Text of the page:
But the money, of course, is secondary. The thing that ought to disturb us all is the failure of the court organization to carry out judgments handed down from the bench. Flagrant contempt, we'd call it. And inexcusable.


We Do Not Seem To Have Monopoly On It

England seems to have its Coughlins--and perhaps not to be without its George Van Horn Moseleys also.

The War Office is examining an unsigned-letter, headed "A Call To All Loyal Englishmen," which makes a violent attack on Hore-Belisha (himself a Jew) and the Jewish race generally, charges that the army, navy, and air force are in the control of Jews and aliens. It is written on War Office stationery, said to be stolen. But that last looks a bit odd in view of the fact that it is said also to have been widely circulated and to have reached many army officers. Stealing that much of such stationery must have been rather difficult, unless the thief was operating from inside.

All this merely brings into the open what has already been rumbling beneath the surface. There have been rumors for many months to the effect that the Jew-baiters were out to get Hore-Belisha, and that some of these baiters were persons high placed in civilian and army ranks.

It is not to insinuate that Jew-baiting had anything to do with his actual dismissal. It is possible that the latter action was taken on the legitimate ground that he was unable to get along with the generals--that his retention would have led to an open break, a horrible thing in wartime. It was one of the great merits of Lloyd George in the last war that he could ride herd on the official stupidity of the generals without ever forcing things to an open showdown.

But if Jew-baiting did have anything to do with the case--then England, if it stands for it, roundly deserves to lose the sympathy of all decent people in the United States and the other neutral countries.

Business Man

A Baltimore Medico Raises An Interesting Question

Maybe Doc Joseph E. Moore, of Baltimore, and his brother, Doc John Moore, of Villanova, Pa., are good New Dealers and were merely taking a sardonic poke at business. Maybe not. Maybe it was all unconscious humor.

But that remark Dr. Joseph made to the reporters, that, in releasing Al Capone from prison, he had recommended eight years abstinence from "business activity of any sort," seems to us to be a prize exhibit of euphemism.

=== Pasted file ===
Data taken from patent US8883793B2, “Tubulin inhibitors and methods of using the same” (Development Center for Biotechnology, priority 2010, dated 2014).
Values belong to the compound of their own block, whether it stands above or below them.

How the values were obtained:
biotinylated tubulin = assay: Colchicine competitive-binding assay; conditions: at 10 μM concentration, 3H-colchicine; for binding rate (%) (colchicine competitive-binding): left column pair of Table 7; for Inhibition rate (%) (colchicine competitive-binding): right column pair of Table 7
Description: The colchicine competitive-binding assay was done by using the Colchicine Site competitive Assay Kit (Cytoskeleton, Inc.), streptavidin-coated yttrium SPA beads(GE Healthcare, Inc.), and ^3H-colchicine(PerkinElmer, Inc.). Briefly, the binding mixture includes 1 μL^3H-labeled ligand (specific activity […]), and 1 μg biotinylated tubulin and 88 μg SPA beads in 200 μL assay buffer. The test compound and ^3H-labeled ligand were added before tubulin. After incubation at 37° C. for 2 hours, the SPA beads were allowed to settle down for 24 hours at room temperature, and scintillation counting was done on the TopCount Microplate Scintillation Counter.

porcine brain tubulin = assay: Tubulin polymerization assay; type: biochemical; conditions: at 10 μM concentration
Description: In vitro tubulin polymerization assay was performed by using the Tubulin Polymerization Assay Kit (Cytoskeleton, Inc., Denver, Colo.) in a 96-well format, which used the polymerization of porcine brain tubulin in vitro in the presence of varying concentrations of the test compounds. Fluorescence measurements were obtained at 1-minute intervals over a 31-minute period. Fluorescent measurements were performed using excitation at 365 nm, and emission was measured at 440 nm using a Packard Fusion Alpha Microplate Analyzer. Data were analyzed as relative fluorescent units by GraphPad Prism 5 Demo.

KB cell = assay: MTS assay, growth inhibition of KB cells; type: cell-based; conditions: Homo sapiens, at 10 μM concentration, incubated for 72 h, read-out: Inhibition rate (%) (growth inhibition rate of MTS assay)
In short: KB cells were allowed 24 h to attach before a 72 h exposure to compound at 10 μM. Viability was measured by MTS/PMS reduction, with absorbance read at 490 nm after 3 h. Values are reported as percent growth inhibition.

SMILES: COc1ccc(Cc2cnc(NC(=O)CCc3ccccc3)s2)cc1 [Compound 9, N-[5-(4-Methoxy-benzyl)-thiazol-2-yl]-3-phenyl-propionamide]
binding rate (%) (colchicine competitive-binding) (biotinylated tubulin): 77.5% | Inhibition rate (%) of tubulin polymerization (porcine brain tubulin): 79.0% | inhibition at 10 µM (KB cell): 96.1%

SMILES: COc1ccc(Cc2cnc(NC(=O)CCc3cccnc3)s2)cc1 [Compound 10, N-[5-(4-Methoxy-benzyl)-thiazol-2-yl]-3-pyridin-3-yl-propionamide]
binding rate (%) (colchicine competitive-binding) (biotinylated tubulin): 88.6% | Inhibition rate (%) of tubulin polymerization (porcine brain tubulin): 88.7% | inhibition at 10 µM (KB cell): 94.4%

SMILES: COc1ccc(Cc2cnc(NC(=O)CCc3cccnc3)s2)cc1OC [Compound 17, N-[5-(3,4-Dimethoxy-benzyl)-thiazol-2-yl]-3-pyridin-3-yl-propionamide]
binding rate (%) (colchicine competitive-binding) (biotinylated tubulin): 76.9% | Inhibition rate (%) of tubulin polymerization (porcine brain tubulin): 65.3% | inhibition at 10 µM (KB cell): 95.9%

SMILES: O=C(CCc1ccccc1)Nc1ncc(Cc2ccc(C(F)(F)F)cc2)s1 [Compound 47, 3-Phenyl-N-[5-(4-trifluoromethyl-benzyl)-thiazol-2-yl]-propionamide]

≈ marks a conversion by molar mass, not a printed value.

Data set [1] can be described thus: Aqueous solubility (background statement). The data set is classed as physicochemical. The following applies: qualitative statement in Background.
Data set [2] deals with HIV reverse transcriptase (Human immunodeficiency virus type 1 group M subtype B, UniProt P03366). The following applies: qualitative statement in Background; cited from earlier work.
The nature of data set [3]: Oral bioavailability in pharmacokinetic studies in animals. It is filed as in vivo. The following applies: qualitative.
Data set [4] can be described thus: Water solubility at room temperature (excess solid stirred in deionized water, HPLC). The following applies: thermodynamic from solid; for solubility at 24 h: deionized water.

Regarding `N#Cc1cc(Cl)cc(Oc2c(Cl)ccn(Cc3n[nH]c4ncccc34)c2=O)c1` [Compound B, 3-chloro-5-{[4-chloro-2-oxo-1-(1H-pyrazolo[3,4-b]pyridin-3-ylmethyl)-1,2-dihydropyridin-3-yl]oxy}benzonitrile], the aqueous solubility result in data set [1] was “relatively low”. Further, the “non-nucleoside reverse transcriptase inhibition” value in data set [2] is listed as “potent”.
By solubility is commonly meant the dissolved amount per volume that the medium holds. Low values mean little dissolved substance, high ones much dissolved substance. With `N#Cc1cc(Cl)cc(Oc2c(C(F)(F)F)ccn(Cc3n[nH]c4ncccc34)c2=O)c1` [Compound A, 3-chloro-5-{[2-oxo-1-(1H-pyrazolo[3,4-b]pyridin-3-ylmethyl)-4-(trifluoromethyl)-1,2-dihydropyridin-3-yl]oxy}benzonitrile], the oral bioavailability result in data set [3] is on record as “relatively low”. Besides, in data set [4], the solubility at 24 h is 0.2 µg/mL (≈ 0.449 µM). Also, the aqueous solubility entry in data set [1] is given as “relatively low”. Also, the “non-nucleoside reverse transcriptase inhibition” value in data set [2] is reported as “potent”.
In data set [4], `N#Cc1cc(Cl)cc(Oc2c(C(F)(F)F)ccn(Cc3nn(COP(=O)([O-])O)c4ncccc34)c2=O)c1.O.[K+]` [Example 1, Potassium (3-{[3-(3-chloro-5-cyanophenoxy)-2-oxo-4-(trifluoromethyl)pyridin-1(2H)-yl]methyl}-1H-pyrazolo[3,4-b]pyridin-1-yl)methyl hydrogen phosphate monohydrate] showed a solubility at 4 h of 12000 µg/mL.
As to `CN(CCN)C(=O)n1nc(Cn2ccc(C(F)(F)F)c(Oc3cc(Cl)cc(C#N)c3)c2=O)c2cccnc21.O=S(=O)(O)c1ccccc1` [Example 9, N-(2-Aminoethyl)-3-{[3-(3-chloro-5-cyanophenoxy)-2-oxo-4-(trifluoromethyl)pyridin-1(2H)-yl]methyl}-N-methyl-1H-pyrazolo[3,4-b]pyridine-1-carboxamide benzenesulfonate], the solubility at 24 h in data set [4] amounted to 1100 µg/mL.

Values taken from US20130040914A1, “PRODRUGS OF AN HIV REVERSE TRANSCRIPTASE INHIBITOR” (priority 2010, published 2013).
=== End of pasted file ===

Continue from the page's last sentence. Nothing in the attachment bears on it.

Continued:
Nobody, we know, ever did pin it on him. But it had been our understanding that the last "business activity" in which Mr. Capone was engaged was that of playing czar to the rum-running trade in Chicago and points west, east, and south.

On the side, as we heard, he also had his hand in on the gambling trade and the quaint old-fashioned commerce of tossing pineapples into the shops of various little men who wouldn't play ball.

There were even some rumors that, while he did not want to appear openly in the connection, he was one of the very largest of American employers in the trigger--otherwise known as the "Put-Em-on a Spot" and "Take 'em to Ride"-trade.

Anyhow, as we say, it is not for any of that but for a little disagreement with the Federal Government over an unfortunate neglect to declare his income correctly, that Mr. Capone some years ago went into retirement at the well-known California coast spa, Alcatraz.

It will be interesting to see what new form of "business activity" he will take up, now that he is out of retirement and the Doc only specifies a year more of taking it easy. The repeal of Prohibition has of course pretty well ruined the rum-running trade--though he might still find some fairly good openings in places like Mecklenburg and Western North Carolina generally. But, as we hear it, there are plenty of swell chances in the numbers, the ponies, etc. for a man with sufficient enterprise.